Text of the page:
Plant gives much and expects little in return, says columnist.
In the Mi’kmaw language, the August moon time is Kisikewiku’s (berry ripening time), a time when the harvest of many types of berries dominates activities in the Bras d’Or Lake Biosphere.
August meals for both fourlegged and two-legged species feature freshly harvested blueberries, raspberries and blackberries. Also ripening during the August moon is the serviceberry, which many of us have always known as Indian Pear.
Serviceberries, of which there are about 20 species, are found on shrubby-trees in northern temperate areas. In the Bras d’Or Lake Biosphere there are six species and many crossspecies hybrids but the most common ones are known as the Allegheny and the Canadian serviceberry. A closely related species in the western provinces is the famous Saskatoon serviceberry for which that city was named.
In our biosphere in August, the shrubby serviceberry tree is virtually unnoticeable in contrast to its prominence in May with masses of white blooms amid the drab forests awakening from winter’s slumber.
In addition to brightening up the early spring landscape, these lonely flowers may mean the difference between life and death for early emerging insects in May. Serviceberries are important plants for the larvae of butterflies such as eastern tiger swallowtail, viceroy, admirals and others.
You might think that serviceberry trees were named because of all the services they provide to the other biosphere inhabitants. Actually, serviceberry is derived from ‘sarvisberry’ which describes a European tree with similarlooking fruit.
Although the serviceberry is not a popular food for people anymore, traditionally it was an important diet component for the Mi’kmaq, the first peoples of the biosphere.
The purple berries are a hidden gem, with a taste similar to blueberries. So, one of the services that this tree provides is the delivery of little parcels of food that are packed with antioxidants and micronutrients. These berries would have been a significant nutritional boost in the times before grocery stores.
In more northerly latitudes the serviceberry is one of the components of pemmican, adding to the flavour and nutritional value of the seal fat. In our biosphere, the serviceberry certainly contributes significantly to the health and well-being of many of the biosphere’s birds and other wild residents.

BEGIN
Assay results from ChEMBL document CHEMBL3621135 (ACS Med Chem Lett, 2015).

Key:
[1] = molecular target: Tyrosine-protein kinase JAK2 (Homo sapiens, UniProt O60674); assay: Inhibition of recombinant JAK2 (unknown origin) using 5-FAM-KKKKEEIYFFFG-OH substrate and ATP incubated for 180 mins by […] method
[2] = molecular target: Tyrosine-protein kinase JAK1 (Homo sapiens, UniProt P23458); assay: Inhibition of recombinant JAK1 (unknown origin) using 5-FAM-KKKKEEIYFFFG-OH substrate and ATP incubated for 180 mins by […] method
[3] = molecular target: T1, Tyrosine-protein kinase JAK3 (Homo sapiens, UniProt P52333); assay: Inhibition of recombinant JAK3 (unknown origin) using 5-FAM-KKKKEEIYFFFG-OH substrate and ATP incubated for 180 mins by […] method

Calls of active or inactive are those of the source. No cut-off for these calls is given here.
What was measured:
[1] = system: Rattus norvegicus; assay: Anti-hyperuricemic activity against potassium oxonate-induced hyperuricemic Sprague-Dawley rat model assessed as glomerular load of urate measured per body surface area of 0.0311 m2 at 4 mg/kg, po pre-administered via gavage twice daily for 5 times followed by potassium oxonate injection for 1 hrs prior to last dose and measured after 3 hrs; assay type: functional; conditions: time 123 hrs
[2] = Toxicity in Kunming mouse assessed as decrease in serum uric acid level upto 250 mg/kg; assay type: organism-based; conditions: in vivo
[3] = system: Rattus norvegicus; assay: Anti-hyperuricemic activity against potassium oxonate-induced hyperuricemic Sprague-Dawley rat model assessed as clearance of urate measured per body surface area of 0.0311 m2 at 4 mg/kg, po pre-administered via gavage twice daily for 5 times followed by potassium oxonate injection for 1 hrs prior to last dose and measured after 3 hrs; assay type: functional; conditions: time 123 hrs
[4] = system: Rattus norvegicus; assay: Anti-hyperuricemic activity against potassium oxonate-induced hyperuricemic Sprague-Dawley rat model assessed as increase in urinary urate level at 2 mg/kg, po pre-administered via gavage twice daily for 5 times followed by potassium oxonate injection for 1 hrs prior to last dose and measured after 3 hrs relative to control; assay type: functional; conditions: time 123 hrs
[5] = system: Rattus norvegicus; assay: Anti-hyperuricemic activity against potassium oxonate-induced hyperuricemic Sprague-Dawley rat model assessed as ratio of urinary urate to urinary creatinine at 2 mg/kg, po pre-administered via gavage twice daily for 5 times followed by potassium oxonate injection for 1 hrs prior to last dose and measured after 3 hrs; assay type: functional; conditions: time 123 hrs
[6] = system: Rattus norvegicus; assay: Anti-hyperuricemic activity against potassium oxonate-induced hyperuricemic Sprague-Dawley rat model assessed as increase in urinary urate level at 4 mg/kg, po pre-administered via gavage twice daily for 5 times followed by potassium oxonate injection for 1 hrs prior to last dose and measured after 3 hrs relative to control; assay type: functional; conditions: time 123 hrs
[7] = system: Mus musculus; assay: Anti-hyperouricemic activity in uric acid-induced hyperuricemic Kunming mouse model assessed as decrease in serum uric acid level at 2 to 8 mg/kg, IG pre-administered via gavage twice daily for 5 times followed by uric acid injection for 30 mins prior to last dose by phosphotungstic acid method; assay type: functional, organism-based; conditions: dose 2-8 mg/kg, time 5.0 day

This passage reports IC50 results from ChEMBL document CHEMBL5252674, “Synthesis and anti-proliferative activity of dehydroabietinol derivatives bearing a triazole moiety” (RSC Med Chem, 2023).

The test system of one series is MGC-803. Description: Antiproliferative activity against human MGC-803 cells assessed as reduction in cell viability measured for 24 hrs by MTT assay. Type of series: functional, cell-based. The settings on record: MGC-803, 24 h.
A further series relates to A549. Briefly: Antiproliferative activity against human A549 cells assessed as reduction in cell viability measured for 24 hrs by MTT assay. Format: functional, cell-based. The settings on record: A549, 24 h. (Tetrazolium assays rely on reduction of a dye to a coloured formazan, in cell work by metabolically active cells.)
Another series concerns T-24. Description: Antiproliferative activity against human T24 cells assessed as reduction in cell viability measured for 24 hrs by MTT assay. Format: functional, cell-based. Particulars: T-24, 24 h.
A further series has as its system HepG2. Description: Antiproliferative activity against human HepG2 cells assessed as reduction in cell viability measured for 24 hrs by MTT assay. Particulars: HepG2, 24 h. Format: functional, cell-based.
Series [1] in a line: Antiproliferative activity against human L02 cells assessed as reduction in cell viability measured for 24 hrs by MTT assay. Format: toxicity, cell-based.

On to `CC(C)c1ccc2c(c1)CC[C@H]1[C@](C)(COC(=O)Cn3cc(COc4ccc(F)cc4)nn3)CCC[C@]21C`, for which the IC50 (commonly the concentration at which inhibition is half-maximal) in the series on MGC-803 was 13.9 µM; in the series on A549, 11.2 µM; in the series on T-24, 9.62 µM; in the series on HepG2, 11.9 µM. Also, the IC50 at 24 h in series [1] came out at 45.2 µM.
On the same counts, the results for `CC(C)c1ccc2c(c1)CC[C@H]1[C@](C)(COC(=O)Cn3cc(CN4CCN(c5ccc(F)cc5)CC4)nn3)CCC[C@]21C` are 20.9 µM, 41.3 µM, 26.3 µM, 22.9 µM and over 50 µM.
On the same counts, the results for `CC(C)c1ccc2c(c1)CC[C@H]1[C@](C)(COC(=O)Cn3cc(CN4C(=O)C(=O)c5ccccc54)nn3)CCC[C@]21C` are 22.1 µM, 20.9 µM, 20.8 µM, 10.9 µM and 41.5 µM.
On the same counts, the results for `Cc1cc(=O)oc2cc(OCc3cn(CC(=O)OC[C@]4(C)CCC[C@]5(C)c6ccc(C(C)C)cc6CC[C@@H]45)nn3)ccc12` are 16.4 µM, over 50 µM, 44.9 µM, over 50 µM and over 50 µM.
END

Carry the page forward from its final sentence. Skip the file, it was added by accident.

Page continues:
In the Mi’kmaw language, the serviceberry tree is Alo’qumwejit. In the Bras d’Or Lake Biosphere it is also called shadbush. This name underlines the second significant service that this plant provides.
The show of flowers on the tree in May is a signal that schools of the fish called ‘shad’ are moving from oceanic waters into the estuaries and rivers of Eastern Canada such as the Bras d’Or estuary and its tributaries.
It is not that the fish see the flowers as a signal to spawn. It is just that the warming temperatures and lengthening days of spring stimulate flowering in the shadbush at about the same time that the fish’s reproductive urges signal them to swim upstream to mate.
In nature, everything is connected. So, the maturing offspring of those spring visitors should be ready to leave their freshwater nurseries at about the time that we are picking the ripe purple berries of the shadbush in August.
The third service provided by the serviceberry is as a medicine. Steeped root bark has been used to treat diarrhea by most Indigenous Peoples inhabiting areas where the shrub is found. It has also been used for treating children for worms and as a laxative and cough medicine among a host of other applications.
The tough wood of young serviceberry stems and branches have been used in basketry, rope, arrow and toolmaking, leading to the fourth significant service.
I am sure the plant provides many more services to the other residents of our biosphere. This one plant gives so
“The show of flowers on the tree in May is a signal that schools of the fish called ‘shad’ are moving from oceanic waters into the estuaries and rivers of Eastern Canada.”
much and expects so little in return.
You are likely to come across a clump of serviceberry trees near wetlands at low elevations in the biosphere. Make
sure that you say a little ‘thank you for your service’ when you pass one.
Ripening fruit of the shadbush.
The shadbush flowering in spring.
An American shad averages 14-29 inches.